Oz got one thing right. Pesticides are toxic. That’s exactly why they are used. And that is why there is extensive research about their effects and strict regulation about their application. Remember that there are no “safe” or “dangerous” chemicals, just safe or dangerous ways to use them. As far as 2,4-D and glyphosate go, there is nothing new here, since both of these have been widely used for years, although not in this specific combination. What is new is the development of crops resistant to 2,4-D, which will allow for its use to kill weeds in corn and soy fields, something that was not possible before. This has raised alarm among those who maintain that 2,4-D is dangerous and that its increased use is going to affect human health. Dr. Oz apparently is of this belief, and as the feathers were flying around the stage, he chimed in with how “2,4-D is a chemical that was used in Agent Orange which the government banned during the Vietnam War.”

2,4-D, was indeed one of the components in the notorious Agent Orange used to defoliate trees in Vietnam. Tragically, it was later found to be contaminated with tetrachlorodibenzodioxin (TCDD), a highly toxic chemical linked to birth defects and cancer. This dioxin, however, has nothing to do with 2,4-D. It was inadvertently formed during the production of 2,4,5-trichloroacetic acid, or 2,4,5-T, the other component in Agent Orange. That is why the production of 2,4,5-T, but not 2,4-D, was banned.

It is deceitful to imply that the new herbicide is dangerous because it contains the harmful compound that was used in Agent Orange. Not only does Enlist Duo not contain any TCDD, the form of 2,4-D it does contain is also different from what was used in Vietnam. Enlist Duo is formulated with “2,4-D choline” which is far less volatile than 2,4-D itself and has an even safer profile. While legitimate concerns can be raised about genetic modification, it is disingenuous to scare the public by linking the newly proposed herbicide to Agent Orange. It is also irresponsible to show videos of crops such as green peppers being sprayed, insinuating that Enlist Duo will be used on all sorts of crops whereas it would only be suitable for Dow’s genetically engineered corn and soy.

Now on to the issue of pesticide drift, which can happen in two ways. Tiny droplets of the spray can be carried by air currents, and the chemicals can also evaporate and spread as a vapour after being deposited on a field in their liquid form. These are realistic concerns especially given that some schools are located in the vicinity of agricultural fields. But these are just the sort of concerns that are taken into account when a pesticide is approved. For example, one well-designed study concluded that a person standing about 40 metres from a sprayer would be exposed to about 10 microlitres of spray, of which 9 microlitres are just water. Calculations show that the amount of 2,4-D in the 1 microlitre is well within safety limits, and of course spraying isn’t continuous, it is done a few times a year. Consider also that 2,4-D choline, which is what is found in Enlist Duo, has far lower volatility and tendency to drift than 2,4-D itself, further improving its safety profile.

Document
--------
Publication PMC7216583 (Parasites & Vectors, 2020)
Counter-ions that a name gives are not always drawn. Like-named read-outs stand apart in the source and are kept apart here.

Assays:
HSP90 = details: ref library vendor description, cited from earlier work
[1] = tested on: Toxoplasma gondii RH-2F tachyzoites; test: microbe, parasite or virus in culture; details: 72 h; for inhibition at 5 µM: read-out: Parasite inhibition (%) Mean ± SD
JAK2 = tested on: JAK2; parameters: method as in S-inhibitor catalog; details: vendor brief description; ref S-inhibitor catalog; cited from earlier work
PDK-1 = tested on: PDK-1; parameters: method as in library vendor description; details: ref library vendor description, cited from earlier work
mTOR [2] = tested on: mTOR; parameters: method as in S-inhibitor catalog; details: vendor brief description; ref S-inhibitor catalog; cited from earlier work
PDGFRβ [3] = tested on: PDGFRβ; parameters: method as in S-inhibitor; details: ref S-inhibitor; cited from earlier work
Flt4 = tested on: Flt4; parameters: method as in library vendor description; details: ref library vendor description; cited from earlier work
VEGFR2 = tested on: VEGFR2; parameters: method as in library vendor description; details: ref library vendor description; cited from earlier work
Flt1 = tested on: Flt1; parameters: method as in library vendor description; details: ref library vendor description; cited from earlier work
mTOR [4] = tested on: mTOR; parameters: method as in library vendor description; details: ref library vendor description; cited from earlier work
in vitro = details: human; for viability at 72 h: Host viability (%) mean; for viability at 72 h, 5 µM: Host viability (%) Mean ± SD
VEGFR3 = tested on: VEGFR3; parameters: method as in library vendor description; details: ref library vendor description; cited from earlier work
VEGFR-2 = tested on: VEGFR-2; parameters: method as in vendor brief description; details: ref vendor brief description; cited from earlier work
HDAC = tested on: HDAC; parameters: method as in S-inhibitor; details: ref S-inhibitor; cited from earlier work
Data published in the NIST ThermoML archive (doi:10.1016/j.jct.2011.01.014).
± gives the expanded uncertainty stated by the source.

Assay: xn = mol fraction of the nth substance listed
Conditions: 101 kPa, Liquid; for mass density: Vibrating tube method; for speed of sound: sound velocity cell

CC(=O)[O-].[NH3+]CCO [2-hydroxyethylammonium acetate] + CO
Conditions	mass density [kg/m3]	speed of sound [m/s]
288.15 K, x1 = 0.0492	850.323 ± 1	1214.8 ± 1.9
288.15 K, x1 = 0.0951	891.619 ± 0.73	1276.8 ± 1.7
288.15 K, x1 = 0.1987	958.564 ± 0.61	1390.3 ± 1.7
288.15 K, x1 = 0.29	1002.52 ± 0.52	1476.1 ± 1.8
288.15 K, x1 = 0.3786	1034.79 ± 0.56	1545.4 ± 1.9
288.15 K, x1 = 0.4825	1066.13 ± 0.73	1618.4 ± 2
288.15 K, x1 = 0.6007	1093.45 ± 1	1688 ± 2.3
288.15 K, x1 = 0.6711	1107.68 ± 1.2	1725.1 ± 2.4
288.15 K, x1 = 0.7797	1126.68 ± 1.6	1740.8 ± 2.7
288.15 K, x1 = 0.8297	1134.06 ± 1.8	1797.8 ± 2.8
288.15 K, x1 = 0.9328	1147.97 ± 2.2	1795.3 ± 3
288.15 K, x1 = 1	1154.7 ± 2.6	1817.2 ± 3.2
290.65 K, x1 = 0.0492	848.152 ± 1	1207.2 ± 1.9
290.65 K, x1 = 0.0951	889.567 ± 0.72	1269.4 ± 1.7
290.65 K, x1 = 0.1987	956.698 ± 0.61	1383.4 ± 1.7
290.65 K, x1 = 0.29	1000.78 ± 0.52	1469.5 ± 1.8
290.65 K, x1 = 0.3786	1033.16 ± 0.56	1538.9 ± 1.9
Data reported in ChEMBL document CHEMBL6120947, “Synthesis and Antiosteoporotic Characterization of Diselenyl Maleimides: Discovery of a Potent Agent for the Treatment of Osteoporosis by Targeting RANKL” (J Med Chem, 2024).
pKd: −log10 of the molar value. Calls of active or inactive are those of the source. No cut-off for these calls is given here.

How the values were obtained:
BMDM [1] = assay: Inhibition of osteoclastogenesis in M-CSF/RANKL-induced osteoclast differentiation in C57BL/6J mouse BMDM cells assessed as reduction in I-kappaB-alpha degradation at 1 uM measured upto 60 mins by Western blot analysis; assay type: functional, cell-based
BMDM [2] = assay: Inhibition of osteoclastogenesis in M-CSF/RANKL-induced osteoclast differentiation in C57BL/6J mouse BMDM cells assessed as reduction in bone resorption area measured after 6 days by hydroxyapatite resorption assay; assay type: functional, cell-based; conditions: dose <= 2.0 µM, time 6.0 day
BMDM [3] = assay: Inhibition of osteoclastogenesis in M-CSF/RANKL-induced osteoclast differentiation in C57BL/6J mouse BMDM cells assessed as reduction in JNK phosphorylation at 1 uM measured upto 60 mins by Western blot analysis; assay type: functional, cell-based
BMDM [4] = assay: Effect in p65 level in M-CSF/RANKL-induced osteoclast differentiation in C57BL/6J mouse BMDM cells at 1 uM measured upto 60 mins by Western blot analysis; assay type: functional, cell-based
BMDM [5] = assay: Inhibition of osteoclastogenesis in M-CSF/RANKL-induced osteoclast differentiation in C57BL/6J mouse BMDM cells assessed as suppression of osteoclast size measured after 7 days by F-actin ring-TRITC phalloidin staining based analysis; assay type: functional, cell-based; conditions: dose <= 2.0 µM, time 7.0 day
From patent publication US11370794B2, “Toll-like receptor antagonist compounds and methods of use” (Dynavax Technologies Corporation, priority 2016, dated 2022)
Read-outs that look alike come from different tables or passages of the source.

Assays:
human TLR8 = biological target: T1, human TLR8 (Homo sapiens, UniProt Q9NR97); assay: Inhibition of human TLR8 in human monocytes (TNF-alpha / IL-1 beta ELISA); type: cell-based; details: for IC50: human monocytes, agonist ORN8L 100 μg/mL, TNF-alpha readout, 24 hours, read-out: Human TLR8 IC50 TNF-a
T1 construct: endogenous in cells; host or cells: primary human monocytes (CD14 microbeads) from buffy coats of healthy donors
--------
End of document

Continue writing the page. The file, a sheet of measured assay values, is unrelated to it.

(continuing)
While no pesticide can be regarded as risk-free, the portrayal of Enlist Duo by Dr. Oz amounts to unscientific fear mongering. His final comment that “this subjects our entire nation to one massive experiment and I’m very concerned that we’re at the beginning of a catastrophe that we don’t have to subject ourselves to” totally ignores the massive number of experiments that have been carried out on pesticides before approval, based on a scientific rather than an emotional evaluation of the risk versus benefit ratio. True, when it comes to pesticides, there is no free lunch. But without the judicious use of such agrochemicals producing that lunch for the close to 10 billion people who by 2050 will be lining up for it becomes a challenge. What we need is rational discussion, not the spraying around of feathers and ill-informed rhetoric in a deception-laden stage act. If I want deception on the stage, I’ll stick to watching David Copperfield.

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Leukemia Needs Chemotherapy, Not “Live Enzyme Treatment”

chemotherapyDo parents have a right to make a decision about how a minor’s cancer is to be treated? Or not treated? This is not just a hypothetical question, it is a very current one. Acute lymphoblastic leukemia is a bone marrow cancer that untreated leads to death but with appropriate chemotherapy has an over 90% cure rate. The parents of an eleven year old Canadian girl have decided to end the recommended treatment before it was completed in favour of a “natural” therapy, stating that this was more in line with their native traditions. They elected to have their child treated at the Hippocrates Health Institute in Florida which features alternative therapies based on the theories of Ann Wigmore, a Lithuanian émigré to the U.S. who had become convinced of the healing power of grasses after reading the Biblical story of Nebuchadnezzar, the Babylonian king who went through a seven year period of insanity from which he apparently cured himself by eating grass.